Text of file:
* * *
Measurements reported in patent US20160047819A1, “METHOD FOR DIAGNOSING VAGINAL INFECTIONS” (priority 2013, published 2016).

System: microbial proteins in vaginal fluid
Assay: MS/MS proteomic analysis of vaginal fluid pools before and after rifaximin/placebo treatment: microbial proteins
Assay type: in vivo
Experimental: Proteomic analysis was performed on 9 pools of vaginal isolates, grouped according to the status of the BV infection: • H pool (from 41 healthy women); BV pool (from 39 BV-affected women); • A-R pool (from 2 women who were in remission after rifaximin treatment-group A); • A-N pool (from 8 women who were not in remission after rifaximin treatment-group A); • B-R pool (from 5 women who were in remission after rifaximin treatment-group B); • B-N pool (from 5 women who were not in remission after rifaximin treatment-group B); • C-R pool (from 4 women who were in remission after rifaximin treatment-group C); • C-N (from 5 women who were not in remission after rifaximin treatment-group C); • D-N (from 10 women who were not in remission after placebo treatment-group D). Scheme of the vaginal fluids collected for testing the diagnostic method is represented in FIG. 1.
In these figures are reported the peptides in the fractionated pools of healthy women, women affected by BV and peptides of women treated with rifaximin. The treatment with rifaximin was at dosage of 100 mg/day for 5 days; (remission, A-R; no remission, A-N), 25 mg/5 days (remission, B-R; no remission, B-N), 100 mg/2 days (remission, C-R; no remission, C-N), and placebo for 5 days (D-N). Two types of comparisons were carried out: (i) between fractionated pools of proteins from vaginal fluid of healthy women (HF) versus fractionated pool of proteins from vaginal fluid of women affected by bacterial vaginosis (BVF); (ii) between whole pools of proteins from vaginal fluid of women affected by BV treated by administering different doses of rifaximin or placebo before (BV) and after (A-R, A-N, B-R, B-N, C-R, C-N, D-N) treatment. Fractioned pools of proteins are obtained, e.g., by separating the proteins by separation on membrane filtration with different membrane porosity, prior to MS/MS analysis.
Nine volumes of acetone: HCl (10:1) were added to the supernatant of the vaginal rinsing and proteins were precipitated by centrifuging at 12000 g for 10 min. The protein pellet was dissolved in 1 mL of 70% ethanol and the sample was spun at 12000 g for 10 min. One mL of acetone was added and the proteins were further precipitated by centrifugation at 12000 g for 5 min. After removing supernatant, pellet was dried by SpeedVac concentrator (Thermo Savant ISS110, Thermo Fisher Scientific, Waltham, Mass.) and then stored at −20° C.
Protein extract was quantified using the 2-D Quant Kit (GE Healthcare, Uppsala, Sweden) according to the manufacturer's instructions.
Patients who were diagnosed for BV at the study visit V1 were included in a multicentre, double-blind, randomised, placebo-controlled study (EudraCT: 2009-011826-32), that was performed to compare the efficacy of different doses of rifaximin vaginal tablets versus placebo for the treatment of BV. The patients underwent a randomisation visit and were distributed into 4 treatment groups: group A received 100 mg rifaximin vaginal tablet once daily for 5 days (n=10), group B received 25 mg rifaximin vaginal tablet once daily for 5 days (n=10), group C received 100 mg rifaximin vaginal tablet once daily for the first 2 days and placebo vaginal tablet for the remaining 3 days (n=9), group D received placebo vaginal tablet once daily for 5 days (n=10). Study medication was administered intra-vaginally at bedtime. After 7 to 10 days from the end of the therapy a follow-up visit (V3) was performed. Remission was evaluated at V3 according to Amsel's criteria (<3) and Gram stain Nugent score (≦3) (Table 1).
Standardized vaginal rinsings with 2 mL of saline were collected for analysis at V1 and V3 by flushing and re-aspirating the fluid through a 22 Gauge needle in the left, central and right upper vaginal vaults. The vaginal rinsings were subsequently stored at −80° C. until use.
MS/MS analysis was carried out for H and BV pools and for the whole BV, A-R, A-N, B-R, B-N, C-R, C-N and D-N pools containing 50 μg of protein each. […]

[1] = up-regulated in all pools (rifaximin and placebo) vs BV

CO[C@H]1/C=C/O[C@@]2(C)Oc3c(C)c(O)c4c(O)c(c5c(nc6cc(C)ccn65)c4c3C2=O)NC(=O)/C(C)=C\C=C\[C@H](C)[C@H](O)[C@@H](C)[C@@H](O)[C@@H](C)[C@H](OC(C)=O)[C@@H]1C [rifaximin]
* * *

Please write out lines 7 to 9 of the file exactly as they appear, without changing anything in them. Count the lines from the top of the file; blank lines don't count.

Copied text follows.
Nine volumes of acetone: HCl (10:1) were added to the supernatant of the vaginal rinsing and proteins were precipitated by centrifuging at 12000 g for 10 min. The protein pellet was dissolved in 1 mL of 70% ethanol and the sample was spun at 12000 g for 10 min. One mL of acetone was added and the proteins were further precipitated by centrifugation at 12000 g for 5 min. After removing supernatant, pellet was dried by SpeedVac concentrator (Thermo Savant ISS110, Thermo Fisher Scientific, Waltham, Mass.) and then stored at −20° C.
Protein extract was quantified using the 2-D Quant Kit (GE Healthcare, Uppsala, Sweden) according to the manufacturer's instructions.
Patients who were diagnosed for BV at the study visit V1 were included in a multicentre, double-blind, randomised, placebo-controlled study (EudraCT: 2009-011826-32), that was performed to compare the efficacy of different doses of rifaximin vaginal tablets versus placebo for the treatment of BV. The patients underwent a randomisation visit and were distributed into 4 treatment groups: group A received 100 mg rifaximin vaginal tablet once daily for 5 days (n=10), group B received 25 mg rifaximin vaginal tablet once daily for 5 days (n=10), group C received 100 mg rifaximin vaginal tablet once daily for the first 2 days and placebo vaginal tablet for the remaining 3 days (n=9), group D received placebo vaginal tablet once daily for 5 days (n=10). Study medication was administered intra-vaginally at bedtime. After 7 to 10 days from the end of the therapy a follow-up visit (V3) was performed. Remission was evaluated at V3 according to Amsel's criteria (<3) and Gram stain Nugent score (≦3) (Table 1).